Cunneyworth and teammate Ted Nolan began using local Rochester businessman Steve Bartlett as their representative/agent.
Although offered a contract, Cunneyworth elected not to re-sign with the Buffalo Sabres organization, although the team held his rights. Cunneyworth was granted the permission by Sabres GM Scotty Bowman to attend the NHL's Pittsburgh Penguins training camp/preseason roster. On October 4, 1985, following the pre-season tryout, Bowman traded Cunneyworth and Mike Moller to the Pittsburgh Penguins for Pat Hughes.
Pittsburgh Penguins (1985–1989)Edit
Randy Cunneyworth returned to the NHL for the 1985–86 as a full-time player with the Pittsburgh Penguins. In 75 games, Cunneyworth scored 15 goals and 45 points to finish sixth in team scoring, as Pittsburgh missed the playoffs by two points, finishing in fifth place in the Patrick Division. Was classified as an NHL rookie.
In 1986–87, Cunneyworth improved his offensive numbers, scoring 26 goals and 53 points in 79 games to finish third in team scoring behind Mario Lemieux and Dan Quinn, however, the Penguins failed to qualify for the playoffs again, finishing in fifth place, four points out of the post-season. Cunneyworth scored a hat trick in the season opener October 9, 1986 vs Washington, and had a four-goal game @ Quebec March 3, 1987. Recorded 11 multiple point games. Was the Penguins nominee for the Masterton Trophy.
The 1987–88 season would be the best offensive season of Cunneyworth's career, as he scored 35 goals and 74 points in 71 games, finishing an impressive third in scoring behind Lemieux and Quinn, however, the Penguins once again failed to qualify for the playoffs, finishing in last place in the Patrick Division despite a 36–35–9 record.
Although a consideration, Cunneyworth was not selected by Wales Conference Coach Mike Keenan for the NHL All-Star Game although his point totals ranked among the league leaders for his position at mid-season.
Cunneyworth missed 8 regular season games from Jan 16-30 due to an NHL suspension (5 games for a stick incident vs Boston on Dec 29, and 3 games for a match penalty during a fight with Steve Konroyd vs the NY Islanders on Jan 12.) Recorded 20 multiple point games. Scored 14 power-play goals
In 1988, Cunneyworth joined Paul Coffey as one of the team's Assistant Captains. Played primarily on the team's second line, still managed 25 goals and 44 points in 70 games. Was shifted to right-wing late in the season in order to create a solid second line for the upcoming playoff run. In 11 playoff games, Cunneyworth scored three goals and eight points, as Pittsburgh lost to the Philadelphia Flyers in seven games in the Patrick Division final. For the first time, Cunneyworth's name appeared on the NHL all-star ballot for left wingers.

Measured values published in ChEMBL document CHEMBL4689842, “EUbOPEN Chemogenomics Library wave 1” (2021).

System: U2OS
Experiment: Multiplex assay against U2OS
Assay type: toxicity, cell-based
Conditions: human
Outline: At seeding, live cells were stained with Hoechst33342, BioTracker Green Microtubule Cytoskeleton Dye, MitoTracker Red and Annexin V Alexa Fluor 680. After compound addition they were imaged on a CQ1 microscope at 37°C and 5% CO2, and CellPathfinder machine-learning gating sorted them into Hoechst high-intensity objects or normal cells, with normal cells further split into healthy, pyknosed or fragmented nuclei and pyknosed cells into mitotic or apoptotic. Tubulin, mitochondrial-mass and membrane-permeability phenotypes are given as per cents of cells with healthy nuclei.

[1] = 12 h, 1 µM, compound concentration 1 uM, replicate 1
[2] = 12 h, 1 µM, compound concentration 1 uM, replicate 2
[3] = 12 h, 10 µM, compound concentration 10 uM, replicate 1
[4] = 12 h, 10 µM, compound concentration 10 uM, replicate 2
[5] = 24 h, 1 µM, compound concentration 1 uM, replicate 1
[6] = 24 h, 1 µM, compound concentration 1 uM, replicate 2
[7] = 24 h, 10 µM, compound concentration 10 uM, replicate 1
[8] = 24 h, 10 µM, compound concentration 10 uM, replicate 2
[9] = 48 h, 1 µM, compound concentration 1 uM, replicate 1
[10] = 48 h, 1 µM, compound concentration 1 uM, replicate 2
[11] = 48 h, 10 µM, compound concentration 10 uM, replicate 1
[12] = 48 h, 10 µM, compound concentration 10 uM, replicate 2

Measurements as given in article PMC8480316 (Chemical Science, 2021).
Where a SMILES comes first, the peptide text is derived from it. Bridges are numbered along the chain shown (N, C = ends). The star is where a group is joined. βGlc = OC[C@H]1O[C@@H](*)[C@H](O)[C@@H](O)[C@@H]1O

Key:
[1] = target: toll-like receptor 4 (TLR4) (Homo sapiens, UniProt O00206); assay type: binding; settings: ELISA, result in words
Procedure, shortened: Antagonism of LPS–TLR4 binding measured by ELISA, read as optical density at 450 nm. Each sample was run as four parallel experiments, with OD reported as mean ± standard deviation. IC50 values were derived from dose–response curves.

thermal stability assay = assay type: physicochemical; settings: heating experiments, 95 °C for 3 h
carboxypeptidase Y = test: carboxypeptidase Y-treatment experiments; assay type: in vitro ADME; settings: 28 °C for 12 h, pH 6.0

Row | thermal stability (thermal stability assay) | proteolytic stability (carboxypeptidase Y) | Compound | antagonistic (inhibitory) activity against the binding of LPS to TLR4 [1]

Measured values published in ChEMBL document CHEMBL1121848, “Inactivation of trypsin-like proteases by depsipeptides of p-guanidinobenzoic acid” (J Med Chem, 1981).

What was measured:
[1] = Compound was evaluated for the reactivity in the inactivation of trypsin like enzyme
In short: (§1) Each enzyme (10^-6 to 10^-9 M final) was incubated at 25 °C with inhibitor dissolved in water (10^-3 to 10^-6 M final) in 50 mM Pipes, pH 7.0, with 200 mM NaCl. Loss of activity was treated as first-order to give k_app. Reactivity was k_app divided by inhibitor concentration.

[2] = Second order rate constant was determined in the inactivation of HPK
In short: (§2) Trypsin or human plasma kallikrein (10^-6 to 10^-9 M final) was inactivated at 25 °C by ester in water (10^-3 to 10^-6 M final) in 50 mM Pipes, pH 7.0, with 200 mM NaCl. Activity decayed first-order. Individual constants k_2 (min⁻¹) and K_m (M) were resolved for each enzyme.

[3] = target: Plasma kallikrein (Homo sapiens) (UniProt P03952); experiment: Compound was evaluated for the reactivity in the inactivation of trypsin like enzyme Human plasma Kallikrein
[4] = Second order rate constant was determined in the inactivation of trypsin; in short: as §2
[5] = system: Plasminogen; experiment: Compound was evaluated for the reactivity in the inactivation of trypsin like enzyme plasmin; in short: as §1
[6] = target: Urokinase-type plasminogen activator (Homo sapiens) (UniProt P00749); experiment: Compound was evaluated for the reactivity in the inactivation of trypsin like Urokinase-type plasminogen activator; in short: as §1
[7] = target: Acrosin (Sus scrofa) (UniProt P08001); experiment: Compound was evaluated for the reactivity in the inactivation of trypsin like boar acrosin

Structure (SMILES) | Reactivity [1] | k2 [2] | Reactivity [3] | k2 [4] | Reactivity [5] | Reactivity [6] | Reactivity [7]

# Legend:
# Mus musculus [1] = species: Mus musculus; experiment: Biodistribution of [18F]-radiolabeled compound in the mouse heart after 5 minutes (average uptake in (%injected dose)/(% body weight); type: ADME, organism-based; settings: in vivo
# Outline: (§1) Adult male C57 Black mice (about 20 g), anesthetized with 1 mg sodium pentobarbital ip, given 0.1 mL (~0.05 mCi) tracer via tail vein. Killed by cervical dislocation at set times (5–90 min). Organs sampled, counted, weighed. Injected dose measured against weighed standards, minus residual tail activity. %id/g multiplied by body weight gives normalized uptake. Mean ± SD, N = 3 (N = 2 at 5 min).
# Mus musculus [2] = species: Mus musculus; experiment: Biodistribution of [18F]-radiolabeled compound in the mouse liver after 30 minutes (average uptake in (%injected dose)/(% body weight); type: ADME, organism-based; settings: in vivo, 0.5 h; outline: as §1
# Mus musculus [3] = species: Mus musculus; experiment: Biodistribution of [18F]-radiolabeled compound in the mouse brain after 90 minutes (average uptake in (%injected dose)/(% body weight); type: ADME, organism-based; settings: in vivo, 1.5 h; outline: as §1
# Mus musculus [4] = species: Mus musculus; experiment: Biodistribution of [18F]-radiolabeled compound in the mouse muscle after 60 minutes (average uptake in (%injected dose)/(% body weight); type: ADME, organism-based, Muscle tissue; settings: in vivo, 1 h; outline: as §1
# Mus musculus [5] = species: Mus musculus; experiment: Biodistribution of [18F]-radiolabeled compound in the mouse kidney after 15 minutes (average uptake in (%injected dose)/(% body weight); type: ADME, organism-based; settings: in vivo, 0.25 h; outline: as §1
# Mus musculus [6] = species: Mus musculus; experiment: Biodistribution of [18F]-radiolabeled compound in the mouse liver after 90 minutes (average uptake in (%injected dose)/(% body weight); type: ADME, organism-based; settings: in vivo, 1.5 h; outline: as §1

Recorded a career game high 27 minutes in penalties in a game played February 11, 1989 @ Quebec where Cunneyworth was involved in two on ice fights (vs Marc Fortier and Darrin Kimble) during a line brawl. Cunneyworth also left the penalty box during the altercation to aid teammate John Cullen. After throwing a punch at Nordiques rookie Joe Sakic, Cunneyworth engaged Kimble in a fight and was head-butted by Kimble. Missed part of the season when he was hit with a shot by Paul Coffey during a Penguins practice Jan 24, 1989.
Winnipeg Jets (1989)Edit
Cunneyworth began the 1989–90 season with the Winnipeg Jets, where he played in 28 games for the Jets, scoring five goals and 11 points. Cunneyworth's name appeared on the NHL All-Star ballot for Left Wingers. Played primarily on a line with Jets Captain Dale Hawerchuk and Greg Paslawski.
Hartford Whalers (1989–1994)Edit
Cunneyworth finished the 1989–90 season with the Hartford Whalers, where in 43 games, he scored nine goals and 18 points, helping the Whalers qualify for the playoffs. In four playoff games, Cunneyworth was held pointless, as the Whalers lost to the Boston Bruins in the Adams Division semi-finals.
He suffered through an injury plagued 1990–91 season (broken leg/ankle injuries) after being hit by an Ulf Samuelsson shot during Hartford's Dec. 21st game at Montreal. Appearing in only 32 games for the Whalers, scoring nine goals and 14 points, as the team reached the playoffs once again. Cunneyworth played in only one playoff game, getting no points, as the Whalers were once again eliminated by the Boston Bruins in the first round.
In a preseason game, Cunneyworth recorded a third-period hat-trick. Injuries continued to take a toll during the 1991–92 season (ankle injury/back strains), as Cunneyworth played in 39 games with Hartford, scoring seven goals and 17 points, helping the Whalers reach the playoffs for the third consecutive season. In seven playoff games, Cunneyworth had three goals (tied for team lead) as Hartford lost to the Montreal Canadiens in the first round of the post-season.